8. In the Add Host dialog, click Save.
  9. In the Hosts pane, click Next >.
  10. If you have previously registered an enterprise application in Oracle Identity Cloud Service, then in the Apps pane, click Add. See Assign an Enterprise Application to an App Gateway.
  11. Click Finish.
  12. In the App Gateway Details page, note the value of the Client ID.
  13. Click Show Secret and note the value of the Client Secret.

    The Client ID and Client Secret are equivalent to a credential (for example, an ID and password) that your App Gateway server uses to communicate with Oracle Identity Cloud Service. You'll need these values when you configure the App Gateway server.

  14. In the Navigation Drawer, click App Gateways.
  15. In the App Gateways page, select your App Gateway, click Activate, and then click OK in the Confirmation window to activate your App Gateway.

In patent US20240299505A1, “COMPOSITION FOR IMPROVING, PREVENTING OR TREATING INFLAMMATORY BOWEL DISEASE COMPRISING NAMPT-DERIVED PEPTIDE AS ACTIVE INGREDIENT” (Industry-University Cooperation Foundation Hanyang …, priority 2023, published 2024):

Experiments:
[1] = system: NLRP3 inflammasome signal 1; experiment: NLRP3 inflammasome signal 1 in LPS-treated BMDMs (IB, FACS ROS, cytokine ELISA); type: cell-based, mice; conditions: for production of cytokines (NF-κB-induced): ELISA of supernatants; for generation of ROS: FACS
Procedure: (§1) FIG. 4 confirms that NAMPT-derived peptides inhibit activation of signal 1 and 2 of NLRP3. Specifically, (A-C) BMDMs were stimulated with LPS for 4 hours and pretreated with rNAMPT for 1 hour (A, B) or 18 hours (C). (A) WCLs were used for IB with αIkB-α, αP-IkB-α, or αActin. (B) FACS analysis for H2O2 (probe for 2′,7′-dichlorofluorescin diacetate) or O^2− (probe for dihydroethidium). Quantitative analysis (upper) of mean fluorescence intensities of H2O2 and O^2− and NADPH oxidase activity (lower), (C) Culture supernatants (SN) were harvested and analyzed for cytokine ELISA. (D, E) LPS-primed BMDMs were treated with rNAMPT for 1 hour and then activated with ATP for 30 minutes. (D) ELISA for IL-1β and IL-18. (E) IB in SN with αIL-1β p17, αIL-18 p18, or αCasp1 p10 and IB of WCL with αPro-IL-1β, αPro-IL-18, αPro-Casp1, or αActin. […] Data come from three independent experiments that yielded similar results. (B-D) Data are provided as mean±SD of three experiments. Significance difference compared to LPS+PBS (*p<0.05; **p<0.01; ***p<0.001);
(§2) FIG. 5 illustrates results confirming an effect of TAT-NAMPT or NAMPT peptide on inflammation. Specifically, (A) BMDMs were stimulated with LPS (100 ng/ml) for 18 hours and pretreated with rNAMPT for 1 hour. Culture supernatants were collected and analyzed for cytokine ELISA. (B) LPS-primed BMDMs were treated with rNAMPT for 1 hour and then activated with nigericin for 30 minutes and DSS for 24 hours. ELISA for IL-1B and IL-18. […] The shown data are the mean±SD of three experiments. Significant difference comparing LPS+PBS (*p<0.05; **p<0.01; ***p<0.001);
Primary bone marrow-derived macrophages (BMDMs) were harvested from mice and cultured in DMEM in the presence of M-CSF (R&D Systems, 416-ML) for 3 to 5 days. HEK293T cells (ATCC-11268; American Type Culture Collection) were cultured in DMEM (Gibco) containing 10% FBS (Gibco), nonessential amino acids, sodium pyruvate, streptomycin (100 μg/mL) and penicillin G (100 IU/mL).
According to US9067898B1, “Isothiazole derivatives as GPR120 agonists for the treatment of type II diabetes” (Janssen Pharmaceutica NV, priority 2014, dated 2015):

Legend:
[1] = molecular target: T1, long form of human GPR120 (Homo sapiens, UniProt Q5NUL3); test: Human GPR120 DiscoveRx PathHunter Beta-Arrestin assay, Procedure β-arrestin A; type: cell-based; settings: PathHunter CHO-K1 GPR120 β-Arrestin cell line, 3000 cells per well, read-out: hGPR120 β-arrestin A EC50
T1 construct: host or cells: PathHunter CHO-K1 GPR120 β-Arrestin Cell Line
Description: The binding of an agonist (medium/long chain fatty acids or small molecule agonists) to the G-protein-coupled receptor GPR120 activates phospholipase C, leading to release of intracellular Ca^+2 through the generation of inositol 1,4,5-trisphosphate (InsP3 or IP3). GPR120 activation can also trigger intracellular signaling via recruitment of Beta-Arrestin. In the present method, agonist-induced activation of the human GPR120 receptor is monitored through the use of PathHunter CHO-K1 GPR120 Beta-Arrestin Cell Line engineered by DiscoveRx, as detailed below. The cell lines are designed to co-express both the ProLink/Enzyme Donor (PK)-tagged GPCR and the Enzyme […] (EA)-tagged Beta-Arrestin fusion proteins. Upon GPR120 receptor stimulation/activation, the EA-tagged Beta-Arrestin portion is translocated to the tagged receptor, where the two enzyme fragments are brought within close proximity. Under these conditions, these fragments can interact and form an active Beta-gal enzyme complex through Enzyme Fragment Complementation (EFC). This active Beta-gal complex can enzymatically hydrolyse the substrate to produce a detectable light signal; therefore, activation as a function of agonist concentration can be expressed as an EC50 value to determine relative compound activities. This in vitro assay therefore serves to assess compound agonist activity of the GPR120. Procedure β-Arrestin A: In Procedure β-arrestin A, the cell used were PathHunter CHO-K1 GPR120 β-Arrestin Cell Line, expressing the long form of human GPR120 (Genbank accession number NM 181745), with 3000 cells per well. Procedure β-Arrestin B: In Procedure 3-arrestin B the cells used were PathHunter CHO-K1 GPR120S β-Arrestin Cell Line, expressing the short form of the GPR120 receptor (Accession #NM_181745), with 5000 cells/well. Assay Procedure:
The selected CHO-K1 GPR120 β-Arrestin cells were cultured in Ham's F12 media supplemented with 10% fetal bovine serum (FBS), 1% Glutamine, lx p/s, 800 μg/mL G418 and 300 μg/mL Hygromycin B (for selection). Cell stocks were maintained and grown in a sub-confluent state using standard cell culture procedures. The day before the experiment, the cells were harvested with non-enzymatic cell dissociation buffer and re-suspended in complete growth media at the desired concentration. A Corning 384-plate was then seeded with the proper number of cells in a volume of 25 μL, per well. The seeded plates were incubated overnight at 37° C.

Configure the App Gateway Server

Before you start the App Gateway server for the first time, you need to configure the server to connect with Oracle Identity Cloud Service.

  1. Use a SSH client such as PuTTY and the following credentials to log in to the App Gateway server.
    • Localhost login: oracle
    • Password: cloudgateR0X!

      You are required to change the provisioned password on the first login.

  2. Execute the sudo yum updateinfo list security all command and provide sudo password.
    This command lists the security errata for your App Gateway Oracle Linux server. To update all packages for which security-related errata are available to the latest versions of the packages enter sudo yum --security update.
  3. Execute the telnet <idcs-tenant>.identity.oraclecloud.com command to confirm that the App Gateway server can reach the Oracle Identity Cloud Service instance.